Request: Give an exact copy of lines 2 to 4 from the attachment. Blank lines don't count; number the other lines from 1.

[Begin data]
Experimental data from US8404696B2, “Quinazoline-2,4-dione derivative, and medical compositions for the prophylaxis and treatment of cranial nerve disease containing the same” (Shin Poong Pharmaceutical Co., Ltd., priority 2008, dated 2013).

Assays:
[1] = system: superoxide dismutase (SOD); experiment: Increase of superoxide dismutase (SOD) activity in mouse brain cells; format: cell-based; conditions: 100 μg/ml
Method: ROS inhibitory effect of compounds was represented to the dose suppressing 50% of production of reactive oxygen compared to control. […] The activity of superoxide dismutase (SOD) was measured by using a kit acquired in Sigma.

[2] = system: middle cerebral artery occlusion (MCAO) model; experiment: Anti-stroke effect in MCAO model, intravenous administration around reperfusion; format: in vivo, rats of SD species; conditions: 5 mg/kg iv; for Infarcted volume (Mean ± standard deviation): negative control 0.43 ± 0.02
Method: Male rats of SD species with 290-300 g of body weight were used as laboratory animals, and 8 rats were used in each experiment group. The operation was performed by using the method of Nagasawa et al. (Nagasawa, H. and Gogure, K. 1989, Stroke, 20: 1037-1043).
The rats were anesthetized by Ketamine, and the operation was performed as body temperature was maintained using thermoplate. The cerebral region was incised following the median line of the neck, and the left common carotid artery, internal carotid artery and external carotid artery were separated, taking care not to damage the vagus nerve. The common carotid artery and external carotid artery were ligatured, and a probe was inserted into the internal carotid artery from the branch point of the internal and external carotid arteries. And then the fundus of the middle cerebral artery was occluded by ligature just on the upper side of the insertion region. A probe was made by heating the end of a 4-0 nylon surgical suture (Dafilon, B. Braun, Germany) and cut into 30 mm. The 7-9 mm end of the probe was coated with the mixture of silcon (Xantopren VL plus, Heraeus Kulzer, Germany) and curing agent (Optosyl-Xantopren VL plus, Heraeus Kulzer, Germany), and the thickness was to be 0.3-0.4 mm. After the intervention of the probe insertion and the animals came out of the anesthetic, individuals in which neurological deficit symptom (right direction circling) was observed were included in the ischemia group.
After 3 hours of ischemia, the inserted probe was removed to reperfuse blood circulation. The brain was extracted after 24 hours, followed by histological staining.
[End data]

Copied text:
Assays:
[1] = system: superoxide dismutase (SOD); experiment: Increase of superoxide dismutase (SOD) activity in mouse brain cells; format: cell-based; conditions: 100 μg/ml
Method: ROS inhibitory effect of compounds was represented to the dose suppressing 50% of production of reactive oxygen compared to control. […] The activity of superoxide dismutase (SOD) was measured by using a kit acquired in Sigma.